Shortage of imported beverages, new burning issue for tourism industry | Sri Lanka News

  • Despite easing of import restrictions, shortage in coming months unavoidable
  • Import process of liquor takes six months due to global freight delays
  • THASL welcomes Finance Ministry move to allow imports canceling license raj
  • 80% of all imported alcoholic beverages consumed at SLTDA-approved licensed locations
  • Tourism industry gains nearly US$ 20mn from liquor sales per annum

By Shabiya Ali Ahlam
Sri Lanka’s hard-hit tourism industry is faced with yet another hurdle in catering to its international guests, this time with the non-availability of imported liquor.

The Hotels’ Association of Sri Lanka (THASL) yesterday said the new “burning” issue for the industry is the inability to offer guests what is listed in the beverage menu due to the shortage of imported liquor.

On March 9, the government imposed restrictions on 369 items via an extra ordinary gazette, which included liquor. The restriction was relaxed earlier this week, however an impact in the coming months is unavoidable.
“We are unable to offer our guests the services that we promote. The import restriction made it difficult to source key ingredients and items, liquor was one of them,” The Hotels Association of Sri Lanka (THASL) President M. Shanthikumar told Mirror Business.

The easing of import restrictions will not immediately solve the problems of the tourism sector in procuring liquor for the coming months. Due to global freight delays, it now takes approximately six months to complete the import process. Previously it took about four months to bring down liquor from the point of order placement.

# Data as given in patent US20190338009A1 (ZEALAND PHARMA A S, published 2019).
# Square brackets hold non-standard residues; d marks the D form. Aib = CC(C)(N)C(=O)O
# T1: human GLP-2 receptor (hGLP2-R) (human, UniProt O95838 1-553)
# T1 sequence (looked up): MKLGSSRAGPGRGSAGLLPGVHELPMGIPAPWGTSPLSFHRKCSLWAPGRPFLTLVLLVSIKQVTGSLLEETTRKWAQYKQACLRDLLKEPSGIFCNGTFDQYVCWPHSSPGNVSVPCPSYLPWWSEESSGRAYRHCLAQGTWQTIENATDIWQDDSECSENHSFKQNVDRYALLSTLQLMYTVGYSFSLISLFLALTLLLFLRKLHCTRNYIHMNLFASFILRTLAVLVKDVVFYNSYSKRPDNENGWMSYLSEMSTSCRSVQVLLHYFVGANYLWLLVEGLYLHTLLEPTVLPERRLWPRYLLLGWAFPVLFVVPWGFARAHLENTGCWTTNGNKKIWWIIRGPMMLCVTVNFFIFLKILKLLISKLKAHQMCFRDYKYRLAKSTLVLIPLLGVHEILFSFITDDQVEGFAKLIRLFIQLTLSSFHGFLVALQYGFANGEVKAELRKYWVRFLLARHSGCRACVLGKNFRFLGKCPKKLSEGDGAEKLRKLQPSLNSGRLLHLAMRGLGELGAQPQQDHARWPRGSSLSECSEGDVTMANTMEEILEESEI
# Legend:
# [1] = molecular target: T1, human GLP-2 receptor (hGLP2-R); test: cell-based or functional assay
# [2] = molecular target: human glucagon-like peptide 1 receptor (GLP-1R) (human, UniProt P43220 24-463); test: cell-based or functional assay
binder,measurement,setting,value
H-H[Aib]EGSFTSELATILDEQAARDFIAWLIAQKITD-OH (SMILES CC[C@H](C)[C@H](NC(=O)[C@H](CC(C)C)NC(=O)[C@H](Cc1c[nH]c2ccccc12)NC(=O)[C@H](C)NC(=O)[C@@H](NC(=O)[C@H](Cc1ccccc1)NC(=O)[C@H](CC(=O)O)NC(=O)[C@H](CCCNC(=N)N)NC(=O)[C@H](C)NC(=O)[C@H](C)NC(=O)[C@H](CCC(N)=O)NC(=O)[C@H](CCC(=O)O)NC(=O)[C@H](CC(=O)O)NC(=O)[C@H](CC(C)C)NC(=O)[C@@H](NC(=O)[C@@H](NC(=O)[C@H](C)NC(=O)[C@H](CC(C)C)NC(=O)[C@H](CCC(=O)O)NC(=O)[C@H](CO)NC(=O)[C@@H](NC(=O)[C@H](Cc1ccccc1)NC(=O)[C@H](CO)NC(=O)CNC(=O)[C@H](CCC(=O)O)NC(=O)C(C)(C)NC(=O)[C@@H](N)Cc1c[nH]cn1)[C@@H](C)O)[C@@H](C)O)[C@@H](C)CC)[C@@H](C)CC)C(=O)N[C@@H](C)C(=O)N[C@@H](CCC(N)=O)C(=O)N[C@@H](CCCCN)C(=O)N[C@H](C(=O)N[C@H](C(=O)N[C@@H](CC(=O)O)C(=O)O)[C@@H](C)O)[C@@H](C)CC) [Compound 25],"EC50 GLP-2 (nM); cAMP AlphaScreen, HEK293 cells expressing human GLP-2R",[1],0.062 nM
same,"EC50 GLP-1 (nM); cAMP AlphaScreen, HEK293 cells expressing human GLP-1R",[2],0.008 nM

Commenting on the decision taken by the Finance Ministry on Wednesday (June 1) to allow imports of items that previously required licenses, the THASL chief said the industry welcomes the move.

“We commend the Finance Ministry for opening up the avenue for us to go forward with the import of items. It was becoming increasingly difficult for us to operate. We were worried about catering to international tourists for the upcoming winter season,” said Shanthikumar.

On Wednesday, as per the Customs notification issued by Prime Minister Ranil Wickremesinghe in his capacity as Minister of Finance, the import surcharge on beverages such as beer, wine, spirits and other liquors has been increased by 100 percent.

The decision would result in a substantial hike in the prices of alcoholic beverages offered on the menus of tourist and hospitality establishments.

“It (surcharge) is definitely high. We were not expecting this. We will be very expensive compared to our regional peers in terms of our alcohol prices.

However, we understand the forex situation of the  country. We are looking to make a representation to the Tourism Ministry to see if we can have some concession in this regard to the tourism sector,” he said.

According to the Imported Alcohol Beverages Association (IABA), 80 percent of all imported alcoholic beverages are consumed at SLTDA-approved licensed locations, wine stores located at the vicinity of hotels, and restaurants. The tourism industry gains nearly US$ 20 million from liquor sales per annum.


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